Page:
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Col. Baden-Powel

Wearing the Uniform

Col. Baden-Powel
Baden-Powell

How does Scouting Work?

In this game, we still use traditional Scouting activities, such as camping, hiking, canoeing, and all the details that go with them, as tools to teach good citizenship. In addition, we "spice up" the program with other activities that are educational, fun, and help develop our Troop into a cohesive unit. These activities might include trips to national landmarks, computer or radio conversations with Scouts around the world, pizza parties, and more. B-P said , "The program of the Boy Scouts is a man's job cut down to boy's size."

As noted above, Scouting is under the leadership of boys. We use something called the "Patrol Method" in Scouting. The most basic unit of Scouting, a Patrol is comprised of six to eight boys. B-P felt that this was a natural and workable size "fraternity-gang" that a boy could feel comfortable in. A Troop is made up of two or more Patrols, with the ideal number being four. Quoting B-P again, "The Patrol System is the one essential feature in which Scout training differs from that of all other organisations, and where the System is properly applied, it is absolutely bound to bring success. It cannot help itself!"

Each patrol is lead by a "Patrol Leader", a more senior boy elected by it's members. He chooses an Assistant Patrol Leader, and the Patrol's members also elect a Patrol Scribe and Patrol Quartermaster. The Scribe keeps track of any Patrol records and takes care of any correspondence. The Quartermaster is in charge of the Patrol's equipment and it's condition.

All the boys in the troop elect a Senior Patrol Leader (SPL) to lead the entire Troop, as well as a Troop Scribe and Quartermaster. The SPL then appoints his Assistant Senior Patrol Leader (ASPL). The SPL and ASPL must be at least First Class Scouts. The Troop Scribe and Quartermaster should be as well.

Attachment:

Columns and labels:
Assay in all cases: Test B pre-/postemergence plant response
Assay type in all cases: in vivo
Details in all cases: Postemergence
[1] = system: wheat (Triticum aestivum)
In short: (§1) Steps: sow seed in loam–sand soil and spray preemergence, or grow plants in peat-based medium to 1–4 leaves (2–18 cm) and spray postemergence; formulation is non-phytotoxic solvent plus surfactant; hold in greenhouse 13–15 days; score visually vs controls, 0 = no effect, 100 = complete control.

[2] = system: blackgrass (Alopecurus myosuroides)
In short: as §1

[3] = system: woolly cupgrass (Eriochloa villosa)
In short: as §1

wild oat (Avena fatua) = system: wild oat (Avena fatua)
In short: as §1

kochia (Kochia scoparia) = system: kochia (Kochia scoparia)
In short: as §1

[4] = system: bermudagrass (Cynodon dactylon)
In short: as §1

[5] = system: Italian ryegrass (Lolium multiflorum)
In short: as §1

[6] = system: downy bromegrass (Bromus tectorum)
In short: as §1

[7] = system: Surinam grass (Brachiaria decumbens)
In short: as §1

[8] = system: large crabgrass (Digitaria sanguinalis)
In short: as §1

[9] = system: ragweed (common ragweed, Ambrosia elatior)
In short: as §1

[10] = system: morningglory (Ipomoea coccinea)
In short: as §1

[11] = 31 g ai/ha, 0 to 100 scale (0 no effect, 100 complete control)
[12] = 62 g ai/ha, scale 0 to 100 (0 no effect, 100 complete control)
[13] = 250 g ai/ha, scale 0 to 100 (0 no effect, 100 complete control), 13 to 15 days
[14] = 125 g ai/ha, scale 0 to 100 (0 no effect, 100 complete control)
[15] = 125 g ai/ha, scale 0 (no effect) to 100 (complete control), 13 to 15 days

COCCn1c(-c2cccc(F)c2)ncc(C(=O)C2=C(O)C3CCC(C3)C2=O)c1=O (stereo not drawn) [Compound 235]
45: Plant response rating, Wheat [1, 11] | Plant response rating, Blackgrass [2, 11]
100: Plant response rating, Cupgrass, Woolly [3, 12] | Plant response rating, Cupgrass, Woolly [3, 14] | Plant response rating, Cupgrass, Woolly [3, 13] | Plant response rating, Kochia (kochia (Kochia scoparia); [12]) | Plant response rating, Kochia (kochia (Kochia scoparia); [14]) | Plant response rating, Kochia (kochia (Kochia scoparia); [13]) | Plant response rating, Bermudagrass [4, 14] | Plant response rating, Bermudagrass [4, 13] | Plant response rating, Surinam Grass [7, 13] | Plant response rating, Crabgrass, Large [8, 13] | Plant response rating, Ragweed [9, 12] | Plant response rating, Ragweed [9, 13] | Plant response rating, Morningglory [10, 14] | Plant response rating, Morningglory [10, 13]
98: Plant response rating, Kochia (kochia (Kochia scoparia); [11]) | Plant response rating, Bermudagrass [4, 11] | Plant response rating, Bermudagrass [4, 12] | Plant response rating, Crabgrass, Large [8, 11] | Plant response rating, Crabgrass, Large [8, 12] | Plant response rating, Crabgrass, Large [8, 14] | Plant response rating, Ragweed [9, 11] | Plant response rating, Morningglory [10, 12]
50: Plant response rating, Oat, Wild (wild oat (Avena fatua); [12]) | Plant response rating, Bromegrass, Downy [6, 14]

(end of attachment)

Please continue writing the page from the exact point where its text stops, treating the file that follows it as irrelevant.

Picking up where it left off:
The SPL, ASPL and the Patrol Leaders form what is known as a "Patrol Leader's Council", who meet frequently to plan and oversee the Troop's activities. They do so under the quiet, but firm guidance of the Scoutmaster and his assistants.

The Patrol system is designed to give the boys maximum responsibility for planning and carrying out the program, within the guidelines set by the BSA National Council, the Troop Committee and the Scoutmaster. The Scoutmaster and his assistants act as mentors and teachers to the boys, and provide constant guidance to the Patrol Leader's Council. While the boys are truly "in charge", they do not have absolutely free reign. The Scout program is the basis for all activities. They must fit into it in a balanced way, and no activity may violate the Scout Oath or Laws.

B-P saw the Scoutmaster and his assistants acting in the capacity of a "big brother" rather than as a "parent" or "teacher" figure.

"Like the true older brother", he wrote, "he has to realise the the traditions of the family and see that they are preserved, even if considerable firmness is required."

He listed the following guidelines for Scoutmasters:

"He has simply to be a boy-man, that is:

  • He must have the boy spirit in him; and must be able to place himself on a right plane with his boys as a first step.
  • He must realise the needs, outlooks, and desires of the different ages of boy life.
  • 3. He must deal with the individual boy rather than with the mass.
  • 4. He then needs to promote a corporate spirit among his individuals to gain the best results."

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